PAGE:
“I suppose, in the end, the whole of life becomes an act of letting go.
But what will always hurt the most …
is not taking a moment to say goodbye” – The Namesake
Maqbool actor Irrfan Khan breathed his last in Mumbai’s Kokilaben Dhirubhai Ambani hospital on Wednesday morning. He was taken into the intensive care department after his condition started deteriorating. He was 53.
Khan was diagnosed with a rare form of Cancer; a neuroendocrine tumour in 2018 and received extensive treatment in London before coming back to Mumbai.
A note has been released by his family confirming the news “Surrounded by his love, his family for whom he most cared about, he left for heavenly abode, leaving behind truly a legacy of his own. We all pray and hope that he is at peace.”
Irrfan Khan started his career with daily soap operas such as ‘Chanakya’, ‘Bharat Ek Khoj’, ‘Sara Jahaan Hamara’, ‘Banegi Apni Baat’, ‘Chandrakanta’, ‘Shrikant’ to name a few. And also the most talked-about work on Doordarshan, ‘Laal Ghaas par Neele Ghode’ where he portrayed the character of Lenin which is based on the work of Mikhail Shatrov.
But his acting career took a turn when Mira Nair approached him for ‘Salaam Bombay’ in 1988 where he sketched the role of a letter writer, one of the most iconic characters of Hindi cinema of all times. The film was later nominated as India’s second film submission for the Academy Awards for Best Foreign Language Film (Oscar).
Mira Nair first spotted Khan at the National School of Drama (NSD) where the actor was studying theatre literature.
Some other prolific roles that he played was in The Cloud Door (1944), A Mighty Heart (2007), The Darjeeling Limited (2007), and Kali Salwar (2002) based on a short story of Saddat Hassan Manto.
He also played the most critically acclaimed role in Mira Nair’s ‘The Namesake’ based on Jhumpa Lahiri’s novel where he played the character of Ashok who struggles with his wife in an arranged marriage situation initially in Kolkata and late moves out to the suburbs of New York. His character is also seen in a complex relationship with his son, who is a byproduct of the amalgamation of the Indo-American culture and the nostalgia.
He plays a police inspector in Slumdog Millionaire (2005) which tells the story of 18-year-old Jamal Malik from Asia’s biggest slum Dharavi. The film got ten nominations for Oscars and bagged eight of them, including seven BAFTA awards.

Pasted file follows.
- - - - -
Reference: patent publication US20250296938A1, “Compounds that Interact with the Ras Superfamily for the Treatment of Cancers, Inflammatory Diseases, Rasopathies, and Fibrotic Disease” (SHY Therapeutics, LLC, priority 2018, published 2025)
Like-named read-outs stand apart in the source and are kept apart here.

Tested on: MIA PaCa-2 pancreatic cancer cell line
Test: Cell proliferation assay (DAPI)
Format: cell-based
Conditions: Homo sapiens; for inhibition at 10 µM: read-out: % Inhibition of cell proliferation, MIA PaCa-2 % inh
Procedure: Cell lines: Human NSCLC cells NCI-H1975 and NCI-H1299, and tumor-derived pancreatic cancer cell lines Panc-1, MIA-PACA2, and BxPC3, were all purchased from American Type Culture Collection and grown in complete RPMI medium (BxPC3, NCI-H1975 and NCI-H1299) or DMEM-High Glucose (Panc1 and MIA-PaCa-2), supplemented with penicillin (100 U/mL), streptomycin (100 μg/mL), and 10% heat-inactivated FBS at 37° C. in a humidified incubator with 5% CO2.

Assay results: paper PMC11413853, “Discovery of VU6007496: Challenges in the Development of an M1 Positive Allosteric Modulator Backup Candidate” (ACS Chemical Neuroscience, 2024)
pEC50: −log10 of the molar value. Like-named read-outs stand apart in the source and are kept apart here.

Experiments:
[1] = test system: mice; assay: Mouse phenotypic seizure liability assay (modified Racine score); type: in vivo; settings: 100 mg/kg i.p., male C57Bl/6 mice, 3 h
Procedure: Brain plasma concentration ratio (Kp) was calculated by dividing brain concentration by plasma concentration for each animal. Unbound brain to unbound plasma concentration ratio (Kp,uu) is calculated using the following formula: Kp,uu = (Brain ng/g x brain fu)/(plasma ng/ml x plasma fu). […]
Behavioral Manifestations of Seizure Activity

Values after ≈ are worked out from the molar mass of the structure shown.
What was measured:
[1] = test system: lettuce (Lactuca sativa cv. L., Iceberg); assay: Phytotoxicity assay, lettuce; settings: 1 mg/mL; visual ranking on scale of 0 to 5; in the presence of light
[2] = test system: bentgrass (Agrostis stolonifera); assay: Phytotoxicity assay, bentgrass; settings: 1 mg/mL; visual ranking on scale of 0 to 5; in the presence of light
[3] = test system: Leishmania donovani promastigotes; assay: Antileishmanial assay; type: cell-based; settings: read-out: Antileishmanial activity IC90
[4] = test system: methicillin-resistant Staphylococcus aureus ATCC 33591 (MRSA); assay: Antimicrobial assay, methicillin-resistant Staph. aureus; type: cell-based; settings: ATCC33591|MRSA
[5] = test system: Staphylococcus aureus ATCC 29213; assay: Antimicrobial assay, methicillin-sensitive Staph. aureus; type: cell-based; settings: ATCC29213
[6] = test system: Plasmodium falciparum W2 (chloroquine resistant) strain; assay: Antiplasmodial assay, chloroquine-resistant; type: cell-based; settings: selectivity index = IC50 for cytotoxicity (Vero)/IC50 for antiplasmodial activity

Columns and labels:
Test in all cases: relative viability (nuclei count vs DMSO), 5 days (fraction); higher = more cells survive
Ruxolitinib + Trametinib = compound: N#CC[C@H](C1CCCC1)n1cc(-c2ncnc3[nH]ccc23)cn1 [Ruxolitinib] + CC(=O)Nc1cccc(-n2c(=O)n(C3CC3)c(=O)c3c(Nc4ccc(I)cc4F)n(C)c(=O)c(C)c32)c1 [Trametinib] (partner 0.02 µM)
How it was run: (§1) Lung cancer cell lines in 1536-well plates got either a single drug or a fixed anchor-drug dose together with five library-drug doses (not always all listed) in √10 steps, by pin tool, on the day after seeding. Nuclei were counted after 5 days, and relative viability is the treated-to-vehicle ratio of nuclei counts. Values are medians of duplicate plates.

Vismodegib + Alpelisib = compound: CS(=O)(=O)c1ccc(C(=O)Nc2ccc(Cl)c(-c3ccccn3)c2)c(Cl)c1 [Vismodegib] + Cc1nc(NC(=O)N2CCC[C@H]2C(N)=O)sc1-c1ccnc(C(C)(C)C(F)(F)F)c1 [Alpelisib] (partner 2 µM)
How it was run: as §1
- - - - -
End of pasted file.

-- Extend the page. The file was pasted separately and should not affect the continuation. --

One of the most praised films of the actor and also the most underrated is Anup Singh’s ‘Quissa’ (2014) which is an Indian-German drama film in Punjabi about a man who raises a daughter as a son and keeps her in denial about her gender to carry on the lineage of the family. The film was screened in the Contemporary World Cinema at the 2013 Toronto International Film Festival. The film is available to watch on YouTube currently.
Khan was truly an actor of substance. He once said, “I want to entertain people with some substance …” And the actor truly stood by it.
He simultaneously maintained a balance between parallel cinema and the cinema in the mainstream. Some of the most memorable roles which made a place for him in our hearts were in Life in Metro (2007) in which he played the role of a middle-aged single man who is desperate to find a girl and his iconic dialogue “yeh sheher hume jitna deta hain; badle mein kahin zyada hum se le leta hain”.
Or the character of Rana in Piku who comes as a breath of fresh air for Piku and her hypochondriac father, “Death aur shit … yeh dono cheezen kisiko, kahin bhi, kabhi bhi aa sakti hain”.
In one of his interviews, a critic told him probably he is one such actor to have bridged a gap between Anees Bazmee and Ang Lee. Irrfan Khan played the character of Pi Patel of the older age and left his mark in Hollywood.
He has also lent voice to Jon Favreau’s American live-action epic ‘The Jungle Book’ – the Hindi version to the friendly bear Baloo.
He was indeed an epitome of versatility, and his demise is a huge loss for cinema across the globe.
It was too soon Irrfan!